Apple and The Paradox of Choice


Phone Too MuchAhead of the “Let’s talk iPhone” event tomorrow, it’s possible that Apple may indeed unveil two iPhones: a 8GB version of the iPhone 4 and the new “iPhone 4S,” which is just an update to the iPhone 4. That really equates to one new iPhone and a new flavor of the iPhone 4. This approach continues to match with Apple’s iPhone and larger product strategy that less is more. And it’s this paradox of choice that is helping them win the mobile market.

If you aren’t familiar with it, the book Paradox of Choice lays out why having too many purchasing options is actually crippling to consumers. Americans in particular face angst when looking at the seemingly infinite number of options to make purchases. For example, at a local grocery market author Barry Schwartz finds 75 iced teas and 285 varieties of cookies. Then consider the paradox of choice at work for larger and more expensive purchases, such as electronics or cars. Nearly everything is customizable and the stress of making a decision can be paralyzing.

Apple has largely removed this complexity from their purchasing process. In fact, the iPad 2 launch was probably their most complicated iOS product to date. Consumers had to choose a color, size, and what kind of network capabilities they wanted. If they wanted a Wi-Fi + 3G model, they then had to select AT&T or Verizon.

Still, selecting a particular version from those twenty-four different possible combinations is only a decision that must be made once a consumer believes he wants an iPad. Essentially, the choice is a single iPad versus any other tablet. The paradox of choice is at least one reason the latest numbers have 25M iPads on the market compared to 3M tablets of everything else.

iPad 2From a development perspective, the paradox of choice also makes building apps for iOS significantly easier, because in general, there are at most about three generation of devices that need to be supported. But it could be possible to get away with two. For example, at the moment most of the non-tablet market could be covered by supporting third and fourth generation iPod touches and iPhones (i.e., the iPhone 3GS and iPhone 4). Since Apple phases out older products, it makes device support fairly predictable.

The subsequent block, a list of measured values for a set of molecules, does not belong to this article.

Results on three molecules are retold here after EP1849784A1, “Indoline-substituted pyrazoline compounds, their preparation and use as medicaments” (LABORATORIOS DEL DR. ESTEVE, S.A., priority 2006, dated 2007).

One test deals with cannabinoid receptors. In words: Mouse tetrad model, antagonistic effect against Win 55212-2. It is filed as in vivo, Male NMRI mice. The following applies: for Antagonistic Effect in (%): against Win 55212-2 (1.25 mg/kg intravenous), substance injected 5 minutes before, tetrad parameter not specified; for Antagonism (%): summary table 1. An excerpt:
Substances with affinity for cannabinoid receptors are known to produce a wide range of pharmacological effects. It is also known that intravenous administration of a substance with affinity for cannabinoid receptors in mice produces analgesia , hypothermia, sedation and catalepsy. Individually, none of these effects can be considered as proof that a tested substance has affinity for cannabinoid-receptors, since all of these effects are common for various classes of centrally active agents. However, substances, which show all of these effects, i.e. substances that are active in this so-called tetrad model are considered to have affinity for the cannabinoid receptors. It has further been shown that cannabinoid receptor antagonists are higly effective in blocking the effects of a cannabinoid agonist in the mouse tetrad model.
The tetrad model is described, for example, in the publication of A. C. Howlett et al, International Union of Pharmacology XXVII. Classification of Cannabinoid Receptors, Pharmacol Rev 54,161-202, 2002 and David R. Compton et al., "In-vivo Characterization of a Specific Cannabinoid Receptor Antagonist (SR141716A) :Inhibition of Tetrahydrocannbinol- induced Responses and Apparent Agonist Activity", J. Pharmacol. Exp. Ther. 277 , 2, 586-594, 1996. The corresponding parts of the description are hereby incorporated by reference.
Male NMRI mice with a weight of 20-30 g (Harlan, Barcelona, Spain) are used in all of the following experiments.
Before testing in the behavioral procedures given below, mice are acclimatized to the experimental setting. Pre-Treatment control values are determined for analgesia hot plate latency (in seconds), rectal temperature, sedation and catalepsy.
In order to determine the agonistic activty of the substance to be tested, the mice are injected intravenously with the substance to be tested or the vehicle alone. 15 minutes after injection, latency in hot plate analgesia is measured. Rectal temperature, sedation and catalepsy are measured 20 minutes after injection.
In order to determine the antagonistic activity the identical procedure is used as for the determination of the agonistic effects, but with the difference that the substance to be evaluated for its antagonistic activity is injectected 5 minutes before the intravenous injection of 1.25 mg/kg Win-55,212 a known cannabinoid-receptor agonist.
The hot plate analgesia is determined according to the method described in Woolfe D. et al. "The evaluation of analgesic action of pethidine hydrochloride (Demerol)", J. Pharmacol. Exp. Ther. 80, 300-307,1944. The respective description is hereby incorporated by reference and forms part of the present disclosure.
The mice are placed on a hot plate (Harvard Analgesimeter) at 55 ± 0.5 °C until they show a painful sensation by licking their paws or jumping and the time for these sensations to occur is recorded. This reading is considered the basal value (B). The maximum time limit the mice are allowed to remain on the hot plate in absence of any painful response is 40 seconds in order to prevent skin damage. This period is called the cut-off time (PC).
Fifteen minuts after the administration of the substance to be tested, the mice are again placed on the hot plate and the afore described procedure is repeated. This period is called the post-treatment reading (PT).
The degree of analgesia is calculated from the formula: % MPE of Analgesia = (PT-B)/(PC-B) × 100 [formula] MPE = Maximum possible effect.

Even on the design side, there are only two screen sizes, one for the iPod touch and iPhone, and one for the iPad. Of course, there’s Retina display but Apple’s made it more straightforward for designers by just doubling the pixel dimensions. Compare this simplicity against building for Android, where there are many different screen sizes, many different hardware specifications, and little consistency available to developers and designers. This lack of standardization is one reason most Android Market reviews focus on why the app doesn’t work on a particular device instead of addressing actual features of the app.

Ultimately, it’s a win-win for Apple. Consumers aren’t overwhelmed when deciding to “buy Apple” and developers can better support their apps. The Apple philosophy of less is more is apparent in all of their culture and it’s apt considering the subtitle of The Paradox of Choice which reads, Why More is Less.